The world and Pharrell Williams met Maggie Rogers at the same time, effectively. Though she later said she had no idea he would be in her Master Class session at NYU when she presented her track, "Alaska," much less that the interaction would be filmed and put on the internet, Pharrell’s reaction went viral; one of the giants of music production told this college student he had zero notes to better her track, “Alaska.” The clip made its way through Reddit onto music blogs and Rogers was booked to play live sessions at radio stations around North Amerca. Two years later, her debut album, Heard It in a Past Life, makes its way into the world.
In a short time, Rogers has built a persona singular for a woman in pop. She brings her unique, ethereal voice, with its timbre so reminiscent of Joni Mitchell, to ground her commercially ambitious debut in something grittier. She looks like a natural girl with a Glossier-esque sheen, a hiker whose nomad lifestyle inspired “Alaska,” who grew up beside a river in rural Maryland, a fan of classical and folk music whose first instrument was the harp; in short, she’s an outsider loaded down with authenticity. But that’s far from the whole truth about Rogers, whose bucolic home is a $5 million piece of property, who went to St. Andrew's boarding school in Delaware followed by a stint at Berklee College of Music in Boston and the Clive Davis Institute of Recorded Music at NYU. She signed a deal with Capitol Records after a bidding war and through her own label, Debay Sounds, starting her off with a degree of control on the business side that few new artists enjoy. That’s right: Despite her legitimate cred, this is a privileged woman and artist.
The reason she doesn't stumble, as others have done when they attempted to “be authentic,” is her incorporation of naturalistic elements, where so many studio productions are (and sound) machine-made. “Past Life” and “Fallingwater” are based on piano compositions and instrumentation (the latter produced by former Vampire Weekend keyboardist turned pop producer Rostam Batmanglij) while “Say It,” “Light On,” “Alaska” and “On + Off” feature samples from real drums and guitars as well as sounds gathered in nature (think a babbling brook and her hand hitting her jeans-clad leg). Where Rogers chooses to dance away from her folk roots towards pop, she goes along with producer Greg Kurstin. Kurstin is one of the most in-demand composers in pop music, having worked on blockbuster and/or trailblazing albums for Kelly Clarkson, Adele, Katy Perry, Sia, Lily Allen, Halsey, P!nk, Charli XCX, Lana Del Rey...the list goes on.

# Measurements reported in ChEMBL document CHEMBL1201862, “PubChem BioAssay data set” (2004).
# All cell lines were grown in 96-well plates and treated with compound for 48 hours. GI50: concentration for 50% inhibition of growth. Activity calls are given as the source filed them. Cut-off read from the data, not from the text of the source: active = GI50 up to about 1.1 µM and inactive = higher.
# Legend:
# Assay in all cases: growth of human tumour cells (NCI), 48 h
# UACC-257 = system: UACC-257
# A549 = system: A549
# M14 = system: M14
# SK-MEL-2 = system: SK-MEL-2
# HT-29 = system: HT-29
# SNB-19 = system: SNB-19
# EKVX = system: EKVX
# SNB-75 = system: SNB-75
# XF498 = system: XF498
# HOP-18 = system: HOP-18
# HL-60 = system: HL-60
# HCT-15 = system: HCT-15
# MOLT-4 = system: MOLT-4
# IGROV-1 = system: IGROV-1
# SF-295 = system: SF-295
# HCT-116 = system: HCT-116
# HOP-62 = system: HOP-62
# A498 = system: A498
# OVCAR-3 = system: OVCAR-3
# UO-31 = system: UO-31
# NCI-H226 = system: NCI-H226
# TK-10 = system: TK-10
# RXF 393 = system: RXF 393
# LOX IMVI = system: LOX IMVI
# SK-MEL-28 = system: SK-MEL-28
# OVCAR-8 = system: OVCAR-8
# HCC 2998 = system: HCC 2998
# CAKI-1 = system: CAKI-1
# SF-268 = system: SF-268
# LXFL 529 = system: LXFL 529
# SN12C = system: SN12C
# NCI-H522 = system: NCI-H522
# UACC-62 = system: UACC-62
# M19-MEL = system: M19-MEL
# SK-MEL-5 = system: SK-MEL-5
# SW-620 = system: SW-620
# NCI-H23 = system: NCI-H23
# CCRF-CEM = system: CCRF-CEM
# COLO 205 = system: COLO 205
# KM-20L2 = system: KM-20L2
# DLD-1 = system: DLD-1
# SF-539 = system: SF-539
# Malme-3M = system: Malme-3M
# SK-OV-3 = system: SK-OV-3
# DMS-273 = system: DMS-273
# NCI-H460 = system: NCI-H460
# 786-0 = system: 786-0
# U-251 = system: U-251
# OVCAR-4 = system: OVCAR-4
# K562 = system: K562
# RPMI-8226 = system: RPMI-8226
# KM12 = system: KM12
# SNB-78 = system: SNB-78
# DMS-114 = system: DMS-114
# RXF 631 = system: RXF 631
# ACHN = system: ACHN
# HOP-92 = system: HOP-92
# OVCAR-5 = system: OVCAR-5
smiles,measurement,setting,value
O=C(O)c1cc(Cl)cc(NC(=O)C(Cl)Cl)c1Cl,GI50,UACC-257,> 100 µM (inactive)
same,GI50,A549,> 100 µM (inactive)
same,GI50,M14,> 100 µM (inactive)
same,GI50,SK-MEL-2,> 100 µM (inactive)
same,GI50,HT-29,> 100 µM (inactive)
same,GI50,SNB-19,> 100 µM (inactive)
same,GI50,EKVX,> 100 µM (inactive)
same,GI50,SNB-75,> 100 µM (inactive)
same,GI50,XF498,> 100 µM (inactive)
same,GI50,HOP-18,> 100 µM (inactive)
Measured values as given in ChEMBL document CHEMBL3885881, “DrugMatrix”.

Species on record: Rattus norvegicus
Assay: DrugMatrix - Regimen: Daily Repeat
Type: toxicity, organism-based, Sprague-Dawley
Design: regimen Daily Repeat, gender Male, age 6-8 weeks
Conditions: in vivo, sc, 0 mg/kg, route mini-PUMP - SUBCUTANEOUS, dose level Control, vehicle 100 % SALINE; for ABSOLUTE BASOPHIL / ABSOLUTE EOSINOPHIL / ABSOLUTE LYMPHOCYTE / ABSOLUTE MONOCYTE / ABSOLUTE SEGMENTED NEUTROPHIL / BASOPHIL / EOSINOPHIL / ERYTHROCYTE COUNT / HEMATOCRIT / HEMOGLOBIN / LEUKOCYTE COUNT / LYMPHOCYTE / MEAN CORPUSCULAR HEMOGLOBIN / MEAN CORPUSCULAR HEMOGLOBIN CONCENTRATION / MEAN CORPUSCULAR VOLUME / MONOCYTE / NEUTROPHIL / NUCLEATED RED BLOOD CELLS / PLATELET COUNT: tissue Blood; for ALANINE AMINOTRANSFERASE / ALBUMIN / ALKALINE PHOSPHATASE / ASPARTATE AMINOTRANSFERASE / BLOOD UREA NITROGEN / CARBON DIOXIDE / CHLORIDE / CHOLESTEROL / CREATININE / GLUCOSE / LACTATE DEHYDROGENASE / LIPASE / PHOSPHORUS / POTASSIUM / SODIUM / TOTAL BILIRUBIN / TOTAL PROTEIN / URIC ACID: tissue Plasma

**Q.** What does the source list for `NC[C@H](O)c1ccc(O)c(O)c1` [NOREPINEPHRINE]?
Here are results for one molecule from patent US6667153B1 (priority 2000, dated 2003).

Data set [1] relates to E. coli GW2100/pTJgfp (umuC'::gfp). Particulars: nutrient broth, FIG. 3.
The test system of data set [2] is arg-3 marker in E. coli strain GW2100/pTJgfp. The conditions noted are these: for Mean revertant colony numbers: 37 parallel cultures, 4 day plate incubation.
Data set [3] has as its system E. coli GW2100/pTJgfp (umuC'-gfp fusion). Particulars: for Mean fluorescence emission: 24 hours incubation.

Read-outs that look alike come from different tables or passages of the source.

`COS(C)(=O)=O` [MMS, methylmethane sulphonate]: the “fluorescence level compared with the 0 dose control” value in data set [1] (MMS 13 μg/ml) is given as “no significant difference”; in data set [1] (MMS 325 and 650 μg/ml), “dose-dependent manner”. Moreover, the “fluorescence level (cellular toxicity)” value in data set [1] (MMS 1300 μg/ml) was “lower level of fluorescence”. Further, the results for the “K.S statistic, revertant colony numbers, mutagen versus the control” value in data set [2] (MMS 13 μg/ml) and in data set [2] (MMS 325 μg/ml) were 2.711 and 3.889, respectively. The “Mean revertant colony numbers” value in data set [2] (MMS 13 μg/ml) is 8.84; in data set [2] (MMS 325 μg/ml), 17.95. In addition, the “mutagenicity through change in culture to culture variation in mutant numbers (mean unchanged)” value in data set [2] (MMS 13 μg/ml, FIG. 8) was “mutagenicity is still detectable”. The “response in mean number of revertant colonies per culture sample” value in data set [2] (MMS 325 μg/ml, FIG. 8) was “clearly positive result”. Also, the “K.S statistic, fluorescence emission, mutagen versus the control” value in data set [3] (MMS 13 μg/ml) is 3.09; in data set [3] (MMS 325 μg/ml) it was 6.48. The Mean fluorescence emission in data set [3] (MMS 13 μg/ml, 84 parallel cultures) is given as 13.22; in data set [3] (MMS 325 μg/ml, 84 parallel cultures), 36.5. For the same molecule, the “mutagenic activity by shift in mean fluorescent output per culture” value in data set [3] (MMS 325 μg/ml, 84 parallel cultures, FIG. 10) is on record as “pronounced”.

All five of Kurstin’s tracks are more polished and radio-ready than the rest of the album. His influence is particularly heard on the lead single, “Give A Little;” were the lilting synths sound more like Kurstin’s recent work with Beck than Rogers’ classical-meets-folky vibe. And then there are the lyrics; despite its shiny pop packaging, “Give A Little” was a song Rogers wrote after watching the March for Our Lives as the Parkland survivors fight to make their demands for gun reform heard. While our best and biggest pop stars, from Taylor Swift to Beyoncé, craft songs that put their lives at the center of the narrative and reflect on culture through their experiences, Rogers is masterful at rendering particular experience into a universal one. She does it on “Past Life,” where she laments the feeling of a “change a’coming” (echoing Sam Cooke’s “A Change Is Gonna Come”) that could be about the darkness of our current political climate or simply a song about growing up. That broadness of lyric writing is a hallmark of her folk music roots, from the definitive American folk song “This Land Is Your Land” to “The Color Song,” which Rogers modernized on her previous EP.
As a pop star, Rogers is interested in a kind of intimacy that has nothing to do with Tumblrs or Instagram posts, but through lyrics that inspire deeply personal introspection.